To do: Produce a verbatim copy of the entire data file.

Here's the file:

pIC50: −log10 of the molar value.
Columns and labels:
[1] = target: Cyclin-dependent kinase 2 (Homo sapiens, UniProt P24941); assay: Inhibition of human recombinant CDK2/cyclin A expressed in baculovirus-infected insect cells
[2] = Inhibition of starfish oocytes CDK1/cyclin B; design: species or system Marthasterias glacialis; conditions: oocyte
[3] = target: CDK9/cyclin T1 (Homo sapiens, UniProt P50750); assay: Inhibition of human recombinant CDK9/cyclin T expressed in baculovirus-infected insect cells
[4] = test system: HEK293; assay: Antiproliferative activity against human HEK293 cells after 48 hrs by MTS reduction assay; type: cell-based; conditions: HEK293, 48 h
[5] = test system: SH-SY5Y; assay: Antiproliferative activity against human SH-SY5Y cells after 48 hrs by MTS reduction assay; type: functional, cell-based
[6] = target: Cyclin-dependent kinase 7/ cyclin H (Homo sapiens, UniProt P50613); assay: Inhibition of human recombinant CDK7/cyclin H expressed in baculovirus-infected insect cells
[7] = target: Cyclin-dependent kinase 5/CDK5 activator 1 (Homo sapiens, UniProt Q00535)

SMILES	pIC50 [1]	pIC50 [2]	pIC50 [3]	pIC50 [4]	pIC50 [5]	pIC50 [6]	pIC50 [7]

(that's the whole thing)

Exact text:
pIC50: −log10 of the molar value.
Columns and labels:
[1] = target: Cyclin-dependent kinase 2 (Homo sapiens, UniProt P24941); assay: Inhibition of human recombinant CDK2/cyclin A expressed in baculovirus-infected insect cells
[2] = Inhibition of starfish oocytes CDK1/cyclin B; design: species or system Marthasterias glacialis; conditions: oocyte
[3] = target: CDK9/cyclin T1 (Homo sapiens, UniProt P50750); assay: Inhibition of human recombinant CDK9/cyclin T expressed in baculovirus-infected insect cells
[4] = test system: HEK293; assay: Antiproliferative activity against human HEK293 cells after 48 hrs by MTS reduction assay; type: cell-based; conditions: HEK293, 48 h
[5] = test system: SH-SY5Y; assay: Antiproliferative activity against human SH-SY5Y cells after 48 hrs by MTS reduction assay; type: functional, cell-based
[6] = target: Cyclin-dependent kinase 7/ cyclin H (Homo sapiens, UniProt P50613); assay: Inhibition of human recombinant CDK7/cyclin H expressed in baculovirus-infected insect cells
[7] = target: Cyclin-dependent kinase 5/CDK5 activator 1 (Homo sapiens, UniProt Q00535)

SMILES	pIC50 [1]	pIC50 [2]	pIC50 [3]	pIC50 [4]	pIC50 [5]	pIC50 [6]	pIC50 [7]